Last week, Paul Krugman, set off by this blog post, complained about the current state macroeconomics. Apparently, Krugman feels that if saltwater economists like himself were willing to accommodate the intertemporal-maximization paradigm developed by the freshwater economists, the freshwater economists ought to have reciprocated by acknowledging some role for countercyclical policy. Seeing little evidence of accommodation on the part of the freshwater economists, Krugman, evidently feeling betrayed, came to this rather harsh conclusion:
Martin Luther King Jr. And Malcolm X helped shape American black and white culture today. MLK and X seemingly preach two opposing futures for black politics. Martin’s call for nonviolent resistance and Malcolm’s insistence on “any means necessary” were often juxtaposed by society. Malcolm X is often misrepresented as the `black Klu Klux Klan” of racial extremists. Others often misrepresent Martin L. K. as a “religious Uncle Tom pacifist”. These are both gross caricatures of both legendary men. Even decades after their deaths, Martin and Malcolm remain great American icons. However were they ideological opposites? What were the personal, social, and political factors that influenced their leaderships? Where do they differ and where do they converge? What did liberty and justice mean for both leaders? Did victory mean two different things for them? What ways do their ideas converge? What major events shaped their lives? Did their ideologies begin to converge? Church, enemies, allies, family, socioeconomic background, upbringing, faith, education, social environment, experiences with whites and blacks: these were all agents in the formation of their strong views. Through this paper, I posit that although their ideologies sometimes clashed, in the long run they were more conducive to one another than destructive.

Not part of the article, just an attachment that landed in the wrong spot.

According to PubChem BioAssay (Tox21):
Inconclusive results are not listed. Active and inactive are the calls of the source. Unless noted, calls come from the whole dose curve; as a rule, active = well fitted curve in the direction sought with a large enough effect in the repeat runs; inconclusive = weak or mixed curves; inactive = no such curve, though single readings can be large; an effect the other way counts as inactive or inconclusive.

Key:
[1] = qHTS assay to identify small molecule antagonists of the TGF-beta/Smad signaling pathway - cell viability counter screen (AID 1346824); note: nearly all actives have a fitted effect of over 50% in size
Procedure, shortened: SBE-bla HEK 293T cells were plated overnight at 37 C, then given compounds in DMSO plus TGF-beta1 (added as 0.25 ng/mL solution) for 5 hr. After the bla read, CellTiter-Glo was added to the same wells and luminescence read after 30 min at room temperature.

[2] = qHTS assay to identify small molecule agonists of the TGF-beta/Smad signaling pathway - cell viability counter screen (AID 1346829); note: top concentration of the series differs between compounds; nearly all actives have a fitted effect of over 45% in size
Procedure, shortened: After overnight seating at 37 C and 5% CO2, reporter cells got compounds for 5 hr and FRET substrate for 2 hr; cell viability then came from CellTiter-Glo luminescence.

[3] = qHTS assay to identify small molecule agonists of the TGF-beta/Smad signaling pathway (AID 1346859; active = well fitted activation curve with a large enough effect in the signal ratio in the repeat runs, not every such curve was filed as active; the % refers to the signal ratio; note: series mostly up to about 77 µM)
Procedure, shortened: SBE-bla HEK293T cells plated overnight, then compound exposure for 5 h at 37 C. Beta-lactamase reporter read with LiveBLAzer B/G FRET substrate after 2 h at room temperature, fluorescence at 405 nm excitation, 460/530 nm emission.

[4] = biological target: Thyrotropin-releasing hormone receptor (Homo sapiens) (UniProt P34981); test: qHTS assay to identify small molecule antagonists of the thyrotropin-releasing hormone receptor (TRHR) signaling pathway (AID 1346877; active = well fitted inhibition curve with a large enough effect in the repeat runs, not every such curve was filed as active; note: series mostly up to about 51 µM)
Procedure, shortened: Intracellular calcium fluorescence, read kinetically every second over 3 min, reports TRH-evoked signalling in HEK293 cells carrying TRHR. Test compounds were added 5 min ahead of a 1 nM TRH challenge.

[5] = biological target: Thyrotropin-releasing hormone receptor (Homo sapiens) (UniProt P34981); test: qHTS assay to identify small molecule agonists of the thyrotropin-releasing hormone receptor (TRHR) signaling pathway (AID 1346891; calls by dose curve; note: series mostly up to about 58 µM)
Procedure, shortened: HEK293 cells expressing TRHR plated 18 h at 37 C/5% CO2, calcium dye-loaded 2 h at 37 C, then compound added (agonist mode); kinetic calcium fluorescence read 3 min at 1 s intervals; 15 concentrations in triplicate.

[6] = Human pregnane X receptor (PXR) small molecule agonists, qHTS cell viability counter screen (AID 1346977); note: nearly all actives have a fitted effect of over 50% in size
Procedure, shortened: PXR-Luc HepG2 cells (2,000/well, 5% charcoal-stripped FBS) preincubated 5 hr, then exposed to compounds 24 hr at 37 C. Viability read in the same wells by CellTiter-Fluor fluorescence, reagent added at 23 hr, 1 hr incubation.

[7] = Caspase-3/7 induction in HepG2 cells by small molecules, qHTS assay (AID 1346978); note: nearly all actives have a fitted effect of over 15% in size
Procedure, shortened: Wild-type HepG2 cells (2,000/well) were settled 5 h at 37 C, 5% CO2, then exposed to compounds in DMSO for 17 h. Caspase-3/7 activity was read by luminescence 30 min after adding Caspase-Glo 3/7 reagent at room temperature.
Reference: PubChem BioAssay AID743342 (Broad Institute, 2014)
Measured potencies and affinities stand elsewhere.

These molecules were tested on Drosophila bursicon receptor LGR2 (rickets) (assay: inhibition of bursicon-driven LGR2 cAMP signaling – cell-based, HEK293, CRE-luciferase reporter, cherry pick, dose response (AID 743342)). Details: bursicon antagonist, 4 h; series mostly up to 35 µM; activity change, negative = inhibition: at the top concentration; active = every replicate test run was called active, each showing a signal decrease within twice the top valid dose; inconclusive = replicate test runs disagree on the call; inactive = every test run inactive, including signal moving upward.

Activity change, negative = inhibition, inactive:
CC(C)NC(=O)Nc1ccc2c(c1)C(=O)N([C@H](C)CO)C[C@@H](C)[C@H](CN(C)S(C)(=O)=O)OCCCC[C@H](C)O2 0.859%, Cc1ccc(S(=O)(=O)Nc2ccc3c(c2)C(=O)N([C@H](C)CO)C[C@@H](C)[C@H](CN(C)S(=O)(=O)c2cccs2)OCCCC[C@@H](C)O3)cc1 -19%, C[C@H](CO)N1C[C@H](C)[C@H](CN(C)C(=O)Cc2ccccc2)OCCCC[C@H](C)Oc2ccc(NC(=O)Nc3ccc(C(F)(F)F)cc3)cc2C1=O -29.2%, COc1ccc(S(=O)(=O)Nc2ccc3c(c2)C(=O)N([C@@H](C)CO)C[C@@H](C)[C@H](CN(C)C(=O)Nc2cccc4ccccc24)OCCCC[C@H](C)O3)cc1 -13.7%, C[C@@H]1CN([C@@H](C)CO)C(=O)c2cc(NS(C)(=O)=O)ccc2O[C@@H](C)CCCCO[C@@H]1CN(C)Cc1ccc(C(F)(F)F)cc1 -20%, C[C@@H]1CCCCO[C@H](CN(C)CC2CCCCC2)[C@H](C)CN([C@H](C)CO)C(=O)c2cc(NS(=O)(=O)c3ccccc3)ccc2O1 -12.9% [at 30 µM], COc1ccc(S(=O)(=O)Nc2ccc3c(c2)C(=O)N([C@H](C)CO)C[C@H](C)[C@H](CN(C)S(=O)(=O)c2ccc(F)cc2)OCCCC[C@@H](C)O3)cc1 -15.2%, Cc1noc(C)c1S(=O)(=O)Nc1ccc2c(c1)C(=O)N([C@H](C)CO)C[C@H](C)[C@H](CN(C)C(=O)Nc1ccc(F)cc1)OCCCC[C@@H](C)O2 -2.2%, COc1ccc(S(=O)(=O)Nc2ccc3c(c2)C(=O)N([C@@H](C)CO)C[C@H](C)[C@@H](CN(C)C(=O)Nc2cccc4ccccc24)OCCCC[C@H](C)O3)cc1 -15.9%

Martin was a pastor and civil rights leader, later he became the spokesperson for the Southern Christian Leadership Conference. Martin was born January 15th, 1929 to Reverend Martin Luther King Sr. in Atlanta, Georgia. His love for the Christian faith was fostered in a black Baptist understanding. He was named Times “Man of the Year” in 1963 and was awarded the Nobel Peace Prize in 1964, as well as being the only American with a national holiday in to his name. “King’s practice and thought radically transformed America’s understanding of itself and inspired liberation movement around the world.” Initially, his negative experiences with racial segregation was brought on early at the age five when a white friend’s father told Martin that his son was no longer allowed to play with Martin due to his skin colour. During his childhood, much like Malcolm, he was determined to hate all whites. This attitude changed through the influence of education, positive experience with moderate whites, and most importantly with a greater understanding of religion. This, he experienced while studying at Morehouse College, Crozer Theological Seminary in Chester, Pennsylvania and at Boston University School of theology. While studying he encountered Henry David Thoreau’s “Essay on Civil Disobedience”. In graduate school, essays and books from Mahatma Ghandi greatly influenced his nonviolent tenets. Most important was his understanding of “Personalism – a philosophy that accented the infinite value of the human person.” A year prior to earning a doctoral degree, Martin became a pastor at Dexter Avenue Baptist Church in Montgomery, Alabama. It was here where Martin was thrown to the front of the bus boycott initiated by Rosa Parks, December 1st, 1955.